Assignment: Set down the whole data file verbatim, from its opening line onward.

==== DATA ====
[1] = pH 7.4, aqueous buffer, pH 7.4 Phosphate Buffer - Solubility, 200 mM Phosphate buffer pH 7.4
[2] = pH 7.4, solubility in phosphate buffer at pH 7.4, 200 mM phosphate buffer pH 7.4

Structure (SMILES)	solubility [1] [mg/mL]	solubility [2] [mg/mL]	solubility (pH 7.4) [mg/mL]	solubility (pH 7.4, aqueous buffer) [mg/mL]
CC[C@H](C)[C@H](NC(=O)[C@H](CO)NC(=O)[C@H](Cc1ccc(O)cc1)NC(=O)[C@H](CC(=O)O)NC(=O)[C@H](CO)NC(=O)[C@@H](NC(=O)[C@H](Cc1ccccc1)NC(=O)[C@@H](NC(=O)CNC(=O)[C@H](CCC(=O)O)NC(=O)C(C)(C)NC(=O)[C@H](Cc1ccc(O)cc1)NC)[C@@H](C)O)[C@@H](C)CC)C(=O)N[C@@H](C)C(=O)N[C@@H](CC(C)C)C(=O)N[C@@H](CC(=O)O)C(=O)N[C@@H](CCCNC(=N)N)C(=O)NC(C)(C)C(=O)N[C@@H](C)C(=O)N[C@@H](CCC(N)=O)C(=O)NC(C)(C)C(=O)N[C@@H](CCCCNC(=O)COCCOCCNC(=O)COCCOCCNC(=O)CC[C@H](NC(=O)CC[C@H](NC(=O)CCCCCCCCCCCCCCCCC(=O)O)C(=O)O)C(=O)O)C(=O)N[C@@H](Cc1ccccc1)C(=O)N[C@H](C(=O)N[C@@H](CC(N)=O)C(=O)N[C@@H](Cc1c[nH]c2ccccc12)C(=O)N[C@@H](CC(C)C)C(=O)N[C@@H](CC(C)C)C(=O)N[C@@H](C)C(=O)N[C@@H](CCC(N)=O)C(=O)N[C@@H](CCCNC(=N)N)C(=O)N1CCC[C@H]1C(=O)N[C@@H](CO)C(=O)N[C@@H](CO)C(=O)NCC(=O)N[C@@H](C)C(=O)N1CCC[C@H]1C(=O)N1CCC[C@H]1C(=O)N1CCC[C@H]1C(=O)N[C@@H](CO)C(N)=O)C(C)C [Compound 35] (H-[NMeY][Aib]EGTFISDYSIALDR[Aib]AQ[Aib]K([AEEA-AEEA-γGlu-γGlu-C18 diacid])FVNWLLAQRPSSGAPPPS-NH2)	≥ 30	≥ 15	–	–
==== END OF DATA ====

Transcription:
[1] = pH 7.4, aqueous buffer, pH 7.4 Phosphate Buffer - Solubility, 200 mM Phosphate buffer pH 7.4
[2] = pH 7.4, solubility in phosphate buffer at pH 7.4, 200 mM phosphate buffer pH 7.4

Structure (SMILES)	solubility [1] [mg/mL]	solubility [2] [mg/mL]	solubility (pH 7.4) [mg/mL]	solubility (pH 7.4, aqueous buffer) [mg/mL]
CC[C@H](C)[C@H](NC(=O)[C@H](CO)NC(=O)[C@H](Cc1ccc(O)cc1)NC(=O)[C@H](CC(=O)O)NC(=O)[C@H](CO)NC(=O)[C@@H](NC(=O)[C@H](Cc1ccccc1)NC(=O)[C@@H](NC(=O)CNC(=O)[C@H](CCC(=O)O)NC(=O)C(C)(C)NC(=O)[C@H](Cc1ccc(O)cc1)NC)[C@@H](C)O)[C@@H](C)CC)C(=O)N[C@@H](C)C(=O)N[C@@H](CC(C)C)C(=O)N[C@@H](CC(=O)O)C(=O)N[C@@H](CCCNC(=N)N)C(=O)NC(C)(C)C(=O)N[C@@H](C)C(=O)N[C@@H](CCC(N)=O)C(=O)NC(C)(C)C(=O)N[C@@H](CCCCNC(=O)COCCOCCNC(=O)COCCOCCNC(=O)CC[C@H](NC(=O)CC[C@H](NC(=O)CCCCCCCCCCCCCCCCC(=O)O)C(=O)O)C(=O)O)C(=O)N[C@@H](Cc1ccccc1)C(=O)N[C@H](C(=O)N[C@@H](CC(N)=O)C(=O)N[C@@H](Cc1c[nH]c2ccccc12)C(=O)N[C@@H](CC(C)C)C(=O)N[C@@H](CC(C)C)C(=O)N[C@@H](C)C(=O)N[C@@H](CCC(N)=O)C(=O)N[C@@H](CCCNC(=N)N)C(=O)N1CCC[C@H]1C(=O)N[C@@H](CO)C(=O)N[C@@H](CO)C(=O)NCC(=O)N[C@@H](C)C(=O)N1CCC[C@H]1C(=O)N1CCC[C@H]1C(=O)N1CCC[C@H]1C(=O)N[C@@H](CO)C(N)=O)C(C)C [Compound 35] (H-[NMeY][Aib]EGTFISDYSIALDR[Aib]AQ[Aib]K([AEEA-AEEA-γGlu-γGlu-C18 diacid])FVNWLLAQRPSSGAPPPS-NH2)	≥ 30	≥ 15	–	–